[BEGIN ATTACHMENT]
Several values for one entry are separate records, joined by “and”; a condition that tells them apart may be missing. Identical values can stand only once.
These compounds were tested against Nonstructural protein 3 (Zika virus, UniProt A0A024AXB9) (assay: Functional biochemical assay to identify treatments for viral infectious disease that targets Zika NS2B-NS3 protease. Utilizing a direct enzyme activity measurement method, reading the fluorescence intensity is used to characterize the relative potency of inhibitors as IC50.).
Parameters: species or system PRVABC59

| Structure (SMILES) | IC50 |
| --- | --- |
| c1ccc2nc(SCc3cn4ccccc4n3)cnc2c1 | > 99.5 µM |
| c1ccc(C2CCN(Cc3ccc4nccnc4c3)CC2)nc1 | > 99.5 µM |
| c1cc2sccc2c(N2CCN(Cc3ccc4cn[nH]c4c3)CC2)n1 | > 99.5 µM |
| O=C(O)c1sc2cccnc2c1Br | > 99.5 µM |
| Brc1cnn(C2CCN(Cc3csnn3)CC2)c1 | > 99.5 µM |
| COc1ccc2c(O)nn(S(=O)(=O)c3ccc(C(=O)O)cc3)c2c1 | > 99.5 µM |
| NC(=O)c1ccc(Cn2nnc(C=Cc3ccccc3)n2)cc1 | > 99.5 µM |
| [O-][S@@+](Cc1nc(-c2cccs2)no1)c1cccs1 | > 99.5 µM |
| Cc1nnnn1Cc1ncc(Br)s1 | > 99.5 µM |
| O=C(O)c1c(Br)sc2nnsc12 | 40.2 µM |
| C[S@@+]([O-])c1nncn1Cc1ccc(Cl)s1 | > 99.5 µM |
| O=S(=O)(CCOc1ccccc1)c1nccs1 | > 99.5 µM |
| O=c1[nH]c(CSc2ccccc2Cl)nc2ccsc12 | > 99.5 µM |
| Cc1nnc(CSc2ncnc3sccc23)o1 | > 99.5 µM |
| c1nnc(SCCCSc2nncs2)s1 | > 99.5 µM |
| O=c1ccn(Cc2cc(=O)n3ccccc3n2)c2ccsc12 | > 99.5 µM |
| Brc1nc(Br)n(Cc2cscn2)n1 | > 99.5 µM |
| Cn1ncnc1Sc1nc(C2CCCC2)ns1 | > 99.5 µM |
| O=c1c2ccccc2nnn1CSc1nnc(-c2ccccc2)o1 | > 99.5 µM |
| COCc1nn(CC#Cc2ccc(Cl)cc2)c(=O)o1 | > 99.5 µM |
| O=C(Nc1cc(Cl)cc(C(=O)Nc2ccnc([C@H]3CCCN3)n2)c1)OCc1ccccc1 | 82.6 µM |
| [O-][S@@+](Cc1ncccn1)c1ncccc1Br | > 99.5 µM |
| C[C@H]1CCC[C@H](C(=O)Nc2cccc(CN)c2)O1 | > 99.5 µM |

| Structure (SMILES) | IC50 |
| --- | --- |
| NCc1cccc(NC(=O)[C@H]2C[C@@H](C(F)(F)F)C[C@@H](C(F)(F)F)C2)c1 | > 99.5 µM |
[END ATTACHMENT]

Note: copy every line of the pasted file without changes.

Several values for one entry are separate records, joined by “and”; a condition that tells them apart may be missing. Identical values can stand only once.
These compounds were tested against Nonstructural protein 3 (Zika virus, UniProt A0A024AXB9) (assay: Functional biochemical assay to identify treatments for viral infectious disease that targets Zika NS2B-NS3 protease. Utilizing a direct enzyme activity measurement method, reading the fluorescence intensity is used to characterize the relative potency of inhibitors as IC50.).
Parameters: species or system PRVABC59

| Structure (SMILES) | IC50 |
| --- | --- |
| c1ccc2nc(SCc3cn4ccccc4n3)cnc2c1 | > 99.5 µM |
| c1ccc(C2CCN(Cc3ccc4nccnc4c3)CC2)nc1 | > 99.5 µM |
| c1cc2sccc2c(N2CCN(Cc3ccc4cn[nH]c4c3)CC2)n1 | > 99.5 µM |
| O=C(O)c1sc2cccnc2c1Br | > 99.5 µM |
| Brc1cnn(C2CCN(Cc3csnn3)CC2)c1 | > 99.5 µM |
| COc1ccc2c(O)nn(S(=O)(=O)c3ccc(C(=O)O)cc3)c2c1 | > 99.5 µM |
| NC(=O)c1ccc(Cn2nnc(C=Cc3ccccc3)n2)cc1 | > 99.5 µM |
| [O-][S@@+](Cc1nc(-c2cccs2)no1)c1cccs1 | > 99.5 µM |
| Cc1nnnn1Cc1ncc(Br)s1 | > 99.5 µM |
| O=C(O)c1c(Br)sc2nnsc12 | 40.2 µM |
| C[S@@+]([O-])c1nncn1Cc1ccc(Cl)s1 | > 99.5 µM |
| O=S(=O)(CCOc1ccccc1)c1nccs1 | > 99.5 µM |
| O=c1[nH]c(CSc2ccccc2Cl)nc2ccsc12 | > 99.5 µM |
| Cc1nnc(CSc2ncnc3sccc23)o1 | > 99.5 µM |
| c1nnc(SCCCSc2nncs2)s1 | > 99.5 µM |
| O=c1ccn(Cc2cc(=O)n3ccccc3n2)c2ccsc12 | > 99.5 µM |
| Brc1nc(Br)n(Cc2cscn2)n1 | > 99.5 µM |
| Cn1ncnc1Sc1nc(C2CCCC2)ns1 | > 99.5 µM |
| O=c1c2ccccc2nnn1CSc1nnc(-c2ccccc2)o1 | > 99.5 µM |
| COCc1nn(CC#Cc2ccc(Cl)cc2)c(=O)o1 | > 99.5 µM |
| O=C(Nc1cc(Cl)cc(C(=O)Nc2ccnc([C@H]3CCCN3)n2)c1)OCc1ccccc1 | 82.6 µM |
| [O-][S@@+](Cc1ncccn1)c1ncccc1Br | > 99.5 µM |
| C[C@H]1CCC[C@H](C(=O)Nc2cccc(CN)c2)O1 | > 99.5 µM |

| Structure (SMILES) | IC50 |
| --- | --- |
| NCc1cccc(NC(=O)[C@H]2C[C@@H](C(F)(F)F)C[C@@H](C(F)(F)F)C2)c1 | > 99.5 µM |